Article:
Mr B Porter reiterated that the small group of trees was a very scarce resource in Chilton and that any reduction or modification of it would be a great loss to the town. He added that the local wildlife, insects, other invertebrates, bats, mice, voles, birds, foxes, hedgehogs and so on were all attracted to such areas for a variety of reasons and they were reliant upon the endemic flora and related fauna for their survival.
He concluded by noting that allowing the proposal to be passed would create a precedent for the county allowing for the removal of trees from other sites which should be protected from unnecessary development including in areas where housing quotas had already been fulfilled.
The Chair thanked Mr B Porter and asked the Senior Planning Officer to respond to the points raised by the objectors.
The Senior Planning Officer noted comments in relation to the ecology of the site, it currently comprising of trees and unmanaged grassland, and explained that as part of all planning applications, the Council’s in-house Ecology Team would be consulted. He explained the Ecology Team had viewed the site, viewed the application and supporting documentation, had seen all neighbour and Town Council objections, and had raised no objections throughout the application. He noted they were views of qualified professionals who had taken on board the information presented to them within professional reports. He reiterated that, if the Council’s in-house Ecologists were raising no objections to the application, subject to a breeding birds informative, then that would be the professional advice followed by Planning Officers. He added that the in addition to offering no objections, the Ecology Team had suggested the trees to be removed had no value in terms of species living within them. The Senior Planning Officer noted that was not to say there would not be animals using the area, however, the view of the Ecology Team was that there was no ecological objection.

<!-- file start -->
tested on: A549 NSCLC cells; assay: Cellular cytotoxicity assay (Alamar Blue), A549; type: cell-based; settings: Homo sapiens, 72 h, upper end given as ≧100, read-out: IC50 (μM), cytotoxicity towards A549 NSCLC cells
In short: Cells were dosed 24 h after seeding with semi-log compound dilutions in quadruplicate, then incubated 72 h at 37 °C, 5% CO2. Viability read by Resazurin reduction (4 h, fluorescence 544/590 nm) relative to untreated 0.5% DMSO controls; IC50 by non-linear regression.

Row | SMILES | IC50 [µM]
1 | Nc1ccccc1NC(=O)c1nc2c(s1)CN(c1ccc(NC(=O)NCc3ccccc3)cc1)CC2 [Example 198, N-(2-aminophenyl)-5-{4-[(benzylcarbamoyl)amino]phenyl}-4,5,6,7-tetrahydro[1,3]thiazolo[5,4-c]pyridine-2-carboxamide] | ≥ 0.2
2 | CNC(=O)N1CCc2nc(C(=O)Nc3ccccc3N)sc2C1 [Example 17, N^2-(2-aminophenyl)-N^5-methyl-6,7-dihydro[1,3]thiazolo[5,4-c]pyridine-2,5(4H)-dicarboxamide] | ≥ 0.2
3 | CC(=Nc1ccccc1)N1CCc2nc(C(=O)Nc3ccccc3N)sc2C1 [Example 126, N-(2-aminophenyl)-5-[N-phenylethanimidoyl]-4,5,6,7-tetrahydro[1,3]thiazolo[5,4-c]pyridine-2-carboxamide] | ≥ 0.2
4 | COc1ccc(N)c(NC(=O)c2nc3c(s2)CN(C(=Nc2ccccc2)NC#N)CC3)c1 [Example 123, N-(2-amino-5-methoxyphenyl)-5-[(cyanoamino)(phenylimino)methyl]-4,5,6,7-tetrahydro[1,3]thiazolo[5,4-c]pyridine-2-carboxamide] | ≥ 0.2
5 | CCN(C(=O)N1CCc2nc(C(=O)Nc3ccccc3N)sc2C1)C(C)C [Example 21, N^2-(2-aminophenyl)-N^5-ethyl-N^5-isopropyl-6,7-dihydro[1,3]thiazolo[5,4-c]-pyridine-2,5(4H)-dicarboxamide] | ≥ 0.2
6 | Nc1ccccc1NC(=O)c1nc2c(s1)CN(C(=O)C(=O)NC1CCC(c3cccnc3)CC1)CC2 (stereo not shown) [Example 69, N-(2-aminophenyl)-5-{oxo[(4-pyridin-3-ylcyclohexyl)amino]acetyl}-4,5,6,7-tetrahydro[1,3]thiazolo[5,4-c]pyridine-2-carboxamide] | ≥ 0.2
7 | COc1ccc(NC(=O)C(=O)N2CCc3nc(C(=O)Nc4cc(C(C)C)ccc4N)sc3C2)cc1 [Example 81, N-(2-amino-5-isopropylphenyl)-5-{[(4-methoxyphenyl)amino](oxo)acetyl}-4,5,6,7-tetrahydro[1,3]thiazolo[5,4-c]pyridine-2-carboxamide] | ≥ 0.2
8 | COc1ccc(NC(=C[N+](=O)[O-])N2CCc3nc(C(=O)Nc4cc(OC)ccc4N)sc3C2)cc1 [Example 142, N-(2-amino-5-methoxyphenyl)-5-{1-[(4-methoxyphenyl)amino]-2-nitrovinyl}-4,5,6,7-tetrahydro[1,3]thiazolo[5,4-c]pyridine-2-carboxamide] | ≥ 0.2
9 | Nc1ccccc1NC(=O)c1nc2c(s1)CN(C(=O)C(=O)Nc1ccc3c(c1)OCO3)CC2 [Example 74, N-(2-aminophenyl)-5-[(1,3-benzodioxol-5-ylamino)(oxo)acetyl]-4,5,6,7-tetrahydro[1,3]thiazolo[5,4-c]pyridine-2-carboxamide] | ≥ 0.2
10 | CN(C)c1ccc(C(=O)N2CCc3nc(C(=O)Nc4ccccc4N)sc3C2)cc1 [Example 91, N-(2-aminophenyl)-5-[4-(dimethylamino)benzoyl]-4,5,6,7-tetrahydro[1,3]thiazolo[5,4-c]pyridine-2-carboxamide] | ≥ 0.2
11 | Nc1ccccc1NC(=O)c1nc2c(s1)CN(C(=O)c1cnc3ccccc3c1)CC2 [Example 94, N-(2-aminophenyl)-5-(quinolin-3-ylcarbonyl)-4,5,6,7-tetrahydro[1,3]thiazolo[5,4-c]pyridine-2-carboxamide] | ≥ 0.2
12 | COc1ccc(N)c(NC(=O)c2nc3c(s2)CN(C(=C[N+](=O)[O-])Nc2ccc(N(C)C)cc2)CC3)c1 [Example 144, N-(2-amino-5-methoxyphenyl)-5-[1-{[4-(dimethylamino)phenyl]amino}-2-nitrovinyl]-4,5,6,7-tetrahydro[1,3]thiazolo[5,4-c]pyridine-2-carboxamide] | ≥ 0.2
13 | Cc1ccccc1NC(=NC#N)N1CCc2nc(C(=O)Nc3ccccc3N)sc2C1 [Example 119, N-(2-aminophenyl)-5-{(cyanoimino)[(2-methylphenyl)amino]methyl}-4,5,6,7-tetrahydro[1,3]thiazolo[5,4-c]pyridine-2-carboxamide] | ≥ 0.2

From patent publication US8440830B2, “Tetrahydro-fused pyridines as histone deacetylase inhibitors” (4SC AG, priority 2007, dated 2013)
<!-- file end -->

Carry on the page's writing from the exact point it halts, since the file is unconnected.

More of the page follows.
In reference to the footprint of the proposed building, the Senior Planning Officer noted the application was a revision of a previously withdrawn application, the previous application being for a larger building, with the current application representing a compromise. He added that it was accepted that the footprint of the proposed dwelling would be larger than properties at Meadowdale to the east, however, it was important to note that the proposed property would be viewed from Durham Road, where properties of similar and even larger footprints could be found to the north-west, west and south-west. He added that it would be in the context of those dwellings that the proposed development would be viewed. It was noted that the property would be behind a row of trees, which were to be retained, and new planting.